This is what I usually do to run grep and wc on a file without having to scan it twice

<file.txt  tee >(grep LITERAL) >(wc -l) >/dev/null

However, this yields


sometimes and


at other times. (The output from grep precedes the output from wc in the first instance and vice versa in the second.)

On the other hand, with redirections and file descriptors

{ { <file.txt tee /dev/fd/3 | grep LITERAL >&4; } 3>&1 | wc -l ;} 4>&1 

I always seem to get


I prefer that the output order be predictable but is it guaranteed with the second approach?


In both

<file.txt  tee >(grep LITERAL) >(wc -l) >/dev/null


{ { <file.txt tee /dev/fd/3 | grep LITERAL >&4; } 3>&1 | wc -l ;} 4>&1

All of tee, grep and wc are started concurrently. What matters then is what happens at the end.

wc will only print the result when it sees end-of-file on its standard input. In the first case, that's when tee exits, because then tee will close its fd on the other end of the pipe that wc is reading from (started by process substitution). There's no guarantee that grep will have read all its input by that time, let alone written its output (given that pipes can hold quite a large amount of data and that wc will likely be faster than grep)

In the second case, wc will see end-of-file when all the writers to the pipe it is reading from have closed their end of the pipe. In that case though, there are several writers. tee (via its fd open on /dev/fd/3 and via its fd 3) and grep which also has its fd 3 open to the pipe to wc (though it is not making any use of it, let alone write to it). The inner { will likely cause an extra subshell process that will also have a fd 3 open and will wait for both tee and grep.

That means that wc will only write its line number after grep has exited.

Had you written it the proper way, that is by closing the fds that didn't need open:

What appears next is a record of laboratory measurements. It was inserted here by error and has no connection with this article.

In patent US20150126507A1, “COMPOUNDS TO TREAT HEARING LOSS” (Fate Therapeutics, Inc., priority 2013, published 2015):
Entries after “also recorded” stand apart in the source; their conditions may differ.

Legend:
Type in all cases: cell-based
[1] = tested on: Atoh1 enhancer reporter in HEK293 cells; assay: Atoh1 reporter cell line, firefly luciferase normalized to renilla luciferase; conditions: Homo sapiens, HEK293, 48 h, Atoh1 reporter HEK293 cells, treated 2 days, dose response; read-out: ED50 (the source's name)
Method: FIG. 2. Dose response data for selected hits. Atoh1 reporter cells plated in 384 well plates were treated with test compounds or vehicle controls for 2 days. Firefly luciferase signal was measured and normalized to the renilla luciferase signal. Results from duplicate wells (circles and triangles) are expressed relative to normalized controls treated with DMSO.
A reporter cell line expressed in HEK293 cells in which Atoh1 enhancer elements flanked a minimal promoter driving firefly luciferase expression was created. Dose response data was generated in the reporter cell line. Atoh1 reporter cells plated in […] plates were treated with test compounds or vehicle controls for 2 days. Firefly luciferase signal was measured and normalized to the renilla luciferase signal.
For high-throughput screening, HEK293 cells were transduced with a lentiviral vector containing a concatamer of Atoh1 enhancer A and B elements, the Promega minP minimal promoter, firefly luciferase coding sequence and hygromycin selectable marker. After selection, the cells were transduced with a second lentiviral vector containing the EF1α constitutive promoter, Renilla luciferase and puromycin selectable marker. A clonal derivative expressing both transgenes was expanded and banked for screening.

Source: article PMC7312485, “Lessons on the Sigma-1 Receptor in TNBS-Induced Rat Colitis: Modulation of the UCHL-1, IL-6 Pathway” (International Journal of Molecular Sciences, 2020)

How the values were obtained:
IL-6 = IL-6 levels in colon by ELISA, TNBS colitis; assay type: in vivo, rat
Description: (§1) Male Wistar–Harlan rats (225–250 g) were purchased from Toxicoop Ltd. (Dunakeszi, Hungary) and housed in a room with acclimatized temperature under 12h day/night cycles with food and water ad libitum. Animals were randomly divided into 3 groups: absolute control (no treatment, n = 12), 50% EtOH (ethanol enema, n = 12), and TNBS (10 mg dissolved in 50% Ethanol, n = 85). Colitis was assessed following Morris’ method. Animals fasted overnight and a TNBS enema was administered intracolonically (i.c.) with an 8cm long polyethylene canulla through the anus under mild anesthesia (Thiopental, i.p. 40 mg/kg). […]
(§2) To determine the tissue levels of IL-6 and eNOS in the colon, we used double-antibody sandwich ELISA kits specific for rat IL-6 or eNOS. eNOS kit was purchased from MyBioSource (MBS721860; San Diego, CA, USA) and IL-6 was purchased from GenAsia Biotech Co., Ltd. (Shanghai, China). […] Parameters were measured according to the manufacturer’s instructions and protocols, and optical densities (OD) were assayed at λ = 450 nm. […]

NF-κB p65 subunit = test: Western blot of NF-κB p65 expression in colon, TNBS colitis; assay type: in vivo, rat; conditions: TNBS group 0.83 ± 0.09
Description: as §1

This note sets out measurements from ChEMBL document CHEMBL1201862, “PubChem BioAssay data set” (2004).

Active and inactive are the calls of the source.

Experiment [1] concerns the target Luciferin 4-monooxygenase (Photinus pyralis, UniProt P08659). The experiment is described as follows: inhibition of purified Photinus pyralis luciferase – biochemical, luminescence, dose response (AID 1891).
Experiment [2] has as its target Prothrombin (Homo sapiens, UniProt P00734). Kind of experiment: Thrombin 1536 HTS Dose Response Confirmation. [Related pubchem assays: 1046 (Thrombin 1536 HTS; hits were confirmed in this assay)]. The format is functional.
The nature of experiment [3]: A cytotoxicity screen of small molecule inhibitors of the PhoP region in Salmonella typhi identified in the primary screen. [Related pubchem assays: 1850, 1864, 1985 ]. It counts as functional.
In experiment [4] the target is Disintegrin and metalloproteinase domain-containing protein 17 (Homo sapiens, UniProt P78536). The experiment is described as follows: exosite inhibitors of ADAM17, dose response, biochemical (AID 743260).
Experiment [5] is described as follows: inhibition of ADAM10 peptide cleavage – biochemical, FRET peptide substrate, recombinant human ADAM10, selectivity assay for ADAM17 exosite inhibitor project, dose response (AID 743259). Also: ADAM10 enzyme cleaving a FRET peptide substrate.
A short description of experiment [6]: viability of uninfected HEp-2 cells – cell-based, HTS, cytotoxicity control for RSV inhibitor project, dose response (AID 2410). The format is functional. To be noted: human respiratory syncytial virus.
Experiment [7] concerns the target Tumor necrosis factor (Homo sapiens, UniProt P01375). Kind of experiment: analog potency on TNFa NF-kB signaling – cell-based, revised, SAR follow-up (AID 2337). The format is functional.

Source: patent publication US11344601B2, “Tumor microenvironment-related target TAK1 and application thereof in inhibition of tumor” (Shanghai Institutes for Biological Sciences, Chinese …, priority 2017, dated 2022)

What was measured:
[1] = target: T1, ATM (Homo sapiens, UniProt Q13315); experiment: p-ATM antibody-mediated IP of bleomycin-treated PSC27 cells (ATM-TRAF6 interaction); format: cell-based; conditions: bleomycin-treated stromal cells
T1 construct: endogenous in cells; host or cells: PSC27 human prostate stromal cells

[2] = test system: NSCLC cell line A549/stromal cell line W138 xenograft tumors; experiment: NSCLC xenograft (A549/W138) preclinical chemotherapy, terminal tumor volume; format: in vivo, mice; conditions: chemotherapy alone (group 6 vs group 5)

{ { <file.txt tee /dev/fd/3 4>&- | 
   grep LITERAL >&4 3>&- 4>&-; } 3>&1 | wc -l 4>&-;} 4>&1

Then the order would not have been guaranteed in shells that optimise out the subshell process. However, the only shell that I know that does is ksh93 but ksh93 uses socket pairs for pipes, so /dev/fd/3 won't work there on Linux at least.

To see what processes are running, you can replace grep with ps:

$ { { <file.txt tee /dev/fd/3 4>&- | ps -H >&4 3>&- 4>&-; } 3>&1 | wc -l 4>&-;} 4>&1
  PID TTY          TIME CMD
 8727 pts/5    00:00:00 bash
 8815 pts/5    00:00:00   bash
 8817 pts/5    00:00:00     tee
 8818 pts/5    00:00:00     ps
 8816 pts/5    00:00:00   wc

With bash, you can see that extra shell process, and you can see it also has the pipe opened on fd 3 with:

$ (p=$BASHPID; { { <file.txt tee /dev/fd/3 4>&- | lsof -ag "$p" -d3 >&4 3>&- 4>&-; } 3>&1 | wc -l 4>&-;} 4>&1)
bash    9843 9842 chazelas    3w  FIFO    0,8      0t0 153304 pipe
tee     9845 9842 chazelas    3w  FIFO    0,8      0t0 153304 pipe
lsof    9846 9842 chazelas    3r   DIR    0,3        0      1 /proc
  • Thanks. In your "proper example", what does grep LITERAL >&4 3>&- 4>&- mean, the fd 4 appears to be both used and closed? – iruvar Dec 20 '13 at 2:59
  • @1_CR, after >&4, short for 1>&4, grep's fd 1 and 4 point to the same resource (the shell's initial stdout). grep does not need to have its fd 4 open to anything. It does not do anything with it, so we close it with 4>&- – Stéphane Chazelas Dec 20 '13 at 8:10
  • That last command-line is cryptic magic. – user13742 Dec 20 '13 at 13:02

To get a predictable order use

(<file.txt  tee >(grep LITERAL) >(wc -l) >/dev/null)|sort

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